(Courtesy of Shutterstock)
(Courtesy of Shutterstock)

If it weren’t for a week of wrenching tragedy and national soul-searching, you might have heard a lot recently about “precision medicine,” the concept of tailoring treatment for each patient. The Obama administration made a major push last week for its Precision Medicine Initiative (PMI), which in any other news cycle would have made real headlines. Also referred to as personalized medicine, precision medicine is based on the idea of using a trove of genetic and clinical information to determine ahead of time which drugs will work best for which patients, at which doses, and in which combinations. Proponents contend that this approach will reduce adverse events, dramatically improve patient outcomes, and eliminate the costly trial-and-error process currently used to select treatments.
President Obama published an opinion piece entitled “Medicine’s next step” in the Boston Globe to champion the personalized medicine cause and sketch out some of the progress made so far toward the PMI goals. Meanwhile, the National Institutes of Health announced $55 million in grant funding to establish important components for the study of 1 million people here in the U.S. This followed the $142 million awarded to the Mayo Clinic six weeks earlier to build a biobank for storing patient samples, such as blood and DNA. (As we reported in May, NIH officials have fast-tracked funding and other processes to give the PMI much-needed momentum before President Obama leaves office.)
“This is one of the greatest opportunities we’ve ever seen for new medical breakthroughs, but it only works if we collect enough information first,” Obama wrote in the op-ed. The President wants to generate enthusiasm for the initiative’s aim to gather clinical, genetic, and other information from 1 million volunteers across the country. The new grants will enable clinics to recruit participants from their patient population, beginning with academic medical centers in New York City, Chicago, Tucson, and Pittsburgh. The Department of Veterans Affairs will also take part in the recruitment effort.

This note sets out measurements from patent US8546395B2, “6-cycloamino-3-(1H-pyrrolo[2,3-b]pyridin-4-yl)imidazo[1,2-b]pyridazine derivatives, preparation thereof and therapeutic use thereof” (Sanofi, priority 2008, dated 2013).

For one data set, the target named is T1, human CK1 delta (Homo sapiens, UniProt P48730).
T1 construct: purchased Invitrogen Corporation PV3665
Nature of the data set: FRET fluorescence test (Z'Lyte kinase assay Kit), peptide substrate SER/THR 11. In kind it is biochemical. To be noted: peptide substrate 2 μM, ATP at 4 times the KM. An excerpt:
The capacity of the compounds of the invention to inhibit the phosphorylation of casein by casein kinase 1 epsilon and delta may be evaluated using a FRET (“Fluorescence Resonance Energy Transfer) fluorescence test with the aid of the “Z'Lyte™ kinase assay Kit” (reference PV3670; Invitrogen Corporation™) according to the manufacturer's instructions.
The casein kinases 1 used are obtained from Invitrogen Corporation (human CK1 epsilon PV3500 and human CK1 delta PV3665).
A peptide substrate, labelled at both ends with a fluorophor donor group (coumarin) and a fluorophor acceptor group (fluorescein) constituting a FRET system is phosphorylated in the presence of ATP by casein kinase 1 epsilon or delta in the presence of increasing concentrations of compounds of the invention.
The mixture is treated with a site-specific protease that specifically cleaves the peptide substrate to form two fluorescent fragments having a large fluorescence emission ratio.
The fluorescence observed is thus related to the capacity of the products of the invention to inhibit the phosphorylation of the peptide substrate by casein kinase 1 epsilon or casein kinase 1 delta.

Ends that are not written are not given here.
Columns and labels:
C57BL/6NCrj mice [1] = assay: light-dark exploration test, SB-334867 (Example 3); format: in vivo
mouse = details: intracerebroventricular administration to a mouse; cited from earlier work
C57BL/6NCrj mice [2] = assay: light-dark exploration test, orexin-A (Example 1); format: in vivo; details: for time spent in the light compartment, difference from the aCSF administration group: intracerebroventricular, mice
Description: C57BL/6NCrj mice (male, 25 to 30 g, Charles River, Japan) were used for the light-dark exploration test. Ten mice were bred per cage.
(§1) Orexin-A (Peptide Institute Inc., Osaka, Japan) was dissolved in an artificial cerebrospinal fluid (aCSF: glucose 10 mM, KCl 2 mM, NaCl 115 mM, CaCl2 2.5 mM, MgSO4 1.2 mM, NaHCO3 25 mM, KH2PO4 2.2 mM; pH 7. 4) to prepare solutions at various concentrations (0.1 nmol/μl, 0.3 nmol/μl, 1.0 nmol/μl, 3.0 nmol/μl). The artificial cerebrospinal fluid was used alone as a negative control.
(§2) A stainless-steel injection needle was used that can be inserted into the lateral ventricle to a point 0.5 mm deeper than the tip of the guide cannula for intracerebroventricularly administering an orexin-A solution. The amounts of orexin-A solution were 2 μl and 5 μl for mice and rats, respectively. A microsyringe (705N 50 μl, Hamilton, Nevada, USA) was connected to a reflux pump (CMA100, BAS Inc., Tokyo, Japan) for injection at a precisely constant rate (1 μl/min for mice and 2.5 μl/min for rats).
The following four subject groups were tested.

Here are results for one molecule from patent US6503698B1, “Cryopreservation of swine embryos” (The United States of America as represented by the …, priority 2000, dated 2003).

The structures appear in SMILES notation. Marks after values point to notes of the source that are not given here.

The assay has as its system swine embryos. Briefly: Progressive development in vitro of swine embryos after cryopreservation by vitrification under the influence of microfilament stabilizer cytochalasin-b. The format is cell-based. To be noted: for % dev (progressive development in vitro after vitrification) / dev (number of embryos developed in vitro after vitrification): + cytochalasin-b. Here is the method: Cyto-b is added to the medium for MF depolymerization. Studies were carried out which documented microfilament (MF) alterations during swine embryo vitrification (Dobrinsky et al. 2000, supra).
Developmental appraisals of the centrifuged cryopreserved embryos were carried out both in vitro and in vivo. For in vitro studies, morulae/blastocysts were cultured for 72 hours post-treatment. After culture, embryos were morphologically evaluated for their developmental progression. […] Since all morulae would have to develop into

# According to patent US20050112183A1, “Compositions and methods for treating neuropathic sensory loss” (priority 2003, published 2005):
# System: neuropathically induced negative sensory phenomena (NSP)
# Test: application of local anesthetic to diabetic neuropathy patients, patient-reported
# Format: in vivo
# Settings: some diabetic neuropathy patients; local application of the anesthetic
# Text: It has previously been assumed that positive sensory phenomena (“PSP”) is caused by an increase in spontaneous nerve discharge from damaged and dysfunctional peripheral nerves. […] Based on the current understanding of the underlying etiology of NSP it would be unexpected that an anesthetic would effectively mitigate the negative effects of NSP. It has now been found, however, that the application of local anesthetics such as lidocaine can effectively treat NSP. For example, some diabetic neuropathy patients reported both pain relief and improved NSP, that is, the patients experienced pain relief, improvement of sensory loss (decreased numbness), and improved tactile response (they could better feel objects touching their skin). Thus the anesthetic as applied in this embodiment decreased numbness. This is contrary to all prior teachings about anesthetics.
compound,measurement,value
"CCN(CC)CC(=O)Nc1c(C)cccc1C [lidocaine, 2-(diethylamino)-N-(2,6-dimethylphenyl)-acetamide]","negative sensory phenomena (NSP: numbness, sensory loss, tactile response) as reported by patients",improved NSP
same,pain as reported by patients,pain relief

While patient recruitment is a tried-and-true approach for government-funded biomedical programs, the PMI also aims to allow participation from anyone who wants to join. The program established a new center that will develop mobile apps to permit direct enrollment for people who haven’t been recruited by their physician. According to the NIH, these apps will be deployed on several platforms to reach and include people with or without smartphones.
The final component in this funding round is a project aiming to advance personal health data organization and storage, to be completed by Vanderbilt University Medical Center, the Broad Institute, and Google spinout Verily. The organizations are responsible for building a secure database of PMI information that can be accessed by scientists (including amateurs, not just credentialed scientists, the NIH announcement notes) for all kinds of data analysis.
“Precision medicine gives us the chance to marry what’s unique about America — our spirit of innovation, our courage to take risks, our collaborative instincts – with what’s unique about Americans – every individual’s distinctive genetic makeup, lifestyles, and health needs,” Obama’s upbeat op-ed concluded. “In doing so, we can keep ourselves, our families, and our nation healthier for generations to come.”
The President is echoing a point of view shared by many genome scientists, and a number of other countries are also trying to prove its merit. A national genetic database in Iceland, established years before most other countries began such projects, has already been used to identify genetic variation that’s more common among residents. The country is a genetic gold mine, with excellent record-keeping and a fairly isolated population. Among other discoveries, this work has provided new clues for understanding why Icelanders have a higher incidence of certain diseases than other populations.
If the American PMI is a success, it may yield crucial information to help make sense of the illnesses that affect Americans, as well as why some people seem to have genetic protection against particular diseases or conditions. And we might all become healthier as a result of acting on such insights.